Kathleen relaxing after the last finish.

Sunday, July 12, 2009

Columbia River Ramblings-Part5

When I last posted, I had just filled up with gas at Grand Coulee and was headed toward Bridgeport, Brewster and on to the North Cascade Highway over Washington Pass.

The road to from Grand Coulee to Bridgeport always seems lonely and long. It runs through fields, range and nothing. There was very few cars. Once again, the temp was rising. At Brewster I stopped and had Mc Breakfast. Then on to the Pateros where I turned right into the Methow Valley. I forgot how nice this road is. A good speed limit and nice sweeping curves made this road a pleasure to ride. I stopped in Winthrop and wandered through some of the shops. There are good outdoor/sporting goods stores there. Winthrop was rebuilt with a cowboy theme and has become a bit of a "destination" with the outdoor activities and lodges there. Lots of motorcyclists were there.

After Winthrop I continued on toward Washington Pass. Again the road is in great shape. And again not a lot of traffic going my way, well that was until I started down the west side. There was a lot of motorcycles heading east. The sky was clear and the mountains were spectacular. Heading down the west side, I got behind some slow trailers. After a while I found a clear section and got around them. That was when the fun started! The road gets winding above Ross Lake. Mr Ulysess does like to corner! I stopped at Newhalem for some ice cream. I was also camping in the national park campground at Newhalem. This was the only day when I felt that I could continue as it was only 1430.

On Sunday I was underway at 0700. Since it had been so hot the day before, I did not put on the leather riding pants. That was OK until I got to Burlington. Then the mist started. It continued until I got to Oak Harbor.

I stopped in Oak Harbor to try to find people I knew at the marina. Whidbey Island Race Week starts monday and I am crewing on a boat. I could not find him, but did talk to others that I know.

I continued on to the Keystone-Port Townsend ferry. While on the ferry, I put on the riding pants. Good thing I did, it started raining as soon as I got off the ferry and most of the way home.

This was the longest ride I had ever made at 1155 miles. I only averaged around 200 miles a day. Except for one day, that seemed to fill the day up. I guess I like to stop and sightsee instead of riding all day.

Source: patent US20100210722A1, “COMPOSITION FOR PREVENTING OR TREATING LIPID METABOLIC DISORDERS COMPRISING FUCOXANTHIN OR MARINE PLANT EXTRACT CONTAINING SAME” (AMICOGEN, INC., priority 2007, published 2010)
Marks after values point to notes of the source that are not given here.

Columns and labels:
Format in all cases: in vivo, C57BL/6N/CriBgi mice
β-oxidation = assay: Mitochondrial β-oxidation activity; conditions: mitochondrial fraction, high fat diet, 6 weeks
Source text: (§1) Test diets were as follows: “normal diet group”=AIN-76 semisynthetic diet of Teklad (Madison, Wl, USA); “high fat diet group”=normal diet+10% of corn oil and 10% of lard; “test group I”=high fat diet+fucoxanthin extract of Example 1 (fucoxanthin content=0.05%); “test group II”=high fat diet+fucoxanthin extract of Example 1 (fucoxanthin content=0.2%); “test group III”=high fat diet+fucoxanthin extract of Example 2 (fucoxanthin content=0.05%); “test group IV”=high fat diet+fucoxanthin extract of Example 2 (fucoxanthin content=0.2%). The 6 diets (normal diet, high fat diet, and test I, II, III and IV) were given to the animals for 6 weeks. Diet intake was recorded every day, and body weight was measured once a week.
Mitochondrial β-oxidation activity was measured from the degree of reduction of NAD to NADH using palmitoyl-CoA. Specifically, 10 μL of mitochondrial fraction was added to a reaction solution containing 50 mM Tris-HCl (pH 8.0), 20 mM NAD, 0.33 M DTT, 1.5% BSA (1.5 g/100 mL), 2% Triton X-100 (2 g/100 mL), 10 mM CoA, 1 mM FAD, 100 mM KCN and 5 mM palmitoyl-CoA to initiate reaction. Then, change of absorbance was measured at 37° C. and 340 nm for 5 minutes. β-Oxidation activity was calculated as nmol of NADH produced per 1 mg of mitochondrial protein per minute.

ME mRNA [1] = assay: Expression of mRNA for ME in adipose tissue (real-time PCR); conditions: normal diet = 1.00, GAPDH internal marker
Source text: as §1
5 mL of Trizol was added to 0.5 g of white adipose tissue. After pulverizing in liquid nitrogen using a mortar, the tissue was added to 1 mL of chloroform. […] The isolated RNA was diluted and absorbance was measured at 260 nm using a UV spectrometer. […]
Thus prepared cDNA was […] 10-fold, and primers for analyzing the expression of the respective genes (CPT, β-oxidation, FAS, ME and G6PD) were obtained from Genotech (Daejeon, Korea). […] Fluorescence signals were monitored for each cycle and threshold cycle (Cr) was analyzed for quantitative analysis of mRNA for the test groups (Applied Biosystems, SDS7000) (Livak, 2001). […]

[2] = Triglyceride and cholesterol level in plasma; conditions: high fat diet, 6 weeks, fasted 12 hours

The "sidewalks" of Winthrop. It has been built with a cowboy theme.

Upper Methow Valley.

Mountains near Washington Pass.

Diablo Lake.

Deception Pass, Whidbey Island.

Port Townsend ferry. All the other bikes are Canadian, eh!

Columbia River Ramblings-Part 4

When you last heard from me, I was using McWIFI to post Part 3. It is still Friday.

From Mc Donalds, I went to the local Harley store to see if they had a oil dipstick for the Uly(don't ask what happened). They did not, so I headed on my way to my destination for the night, Sun Lakes State Park.

I chose to ride out thru Hanford on Hiway 240. It was HOT. The temp was somewhere in the 90's. I don't know if it was the temp, but Ms TomTom (the GPS) locked up and had to be reset to operate again. It was even hotter when I was stopped for 20 minutes in a construction zone. The ride was neat as the terrain is nothing but sand and sagebrush. I continued up the Columbia River on 243 untill I arrived at I 90. I stopped at the rest stop across the river from Vantage and then continued east on I 90. I exited and headed north to Ephrata where I stopped for lunch and some more McWIFI.

I then continued north through Soap Lake and up to Sun Lakes State Park. I had reservations there and I fortunatly had selected a shady campsite as it was very HOT by the time I arrived. That night, the park sponsored a band that played 50's and 60's rock.

I was underway at 0630 Saturday on the way to the North Cascade Highway. I stopped at Dry Falls. Interesting that this falls was 400 feet high and 1500 feet wide, dwarfing Niagra Falls. I continued to Grand Coulee, bought gas and continued on Highway 174 toward Bridgeport and beyond.

The Columbia River where I90 crosses near Vantage.

Wild horses on the bluffs above the Columbia River.*

Sun Lakes. Dry Falls

Grand Coulee Dam

* They are sillouettes on the hill side. But, you probably guessed that!

Friday, July 10, 2009

Columbia River Ramblings-Part3

When you last heard from this travller, he was in Gresham, Or borrowing Mc WIFI. Today, he is also borrowing McWIFI in Kenniwick, WA.

Yesterday on my route up the Gorge, I rode the Historic Old Columbia River Road. This is a winding two lane road than runs along the edge of the Gorge above I84 on the Oregon side. This road is the access for Multnomah Falls and many of the trailheads along this part of the gorge. The drive was slow mainly because of the tourists. I stopped at "Vista House" that had a great view looking up toward Beacon Rock. I also stopped at Multnomah Falls and hiked up to the bridge. Too many people!

From there, I rode upstream to Cascade Locks and crossed the Bridge of the Gods to the Washington side. I camped at Maryhill State Park.

I was up early this morning and got underway. I stopped at "Stonehedge". This was a replica built by the railroad tycoon, Jim Hill. It was built aqs a memorial to the lost troops from the World War(WW1). The rest of the ride to Kenniwick was spectacular, EXCEPT for the bugs. My faceshield is severly splattered.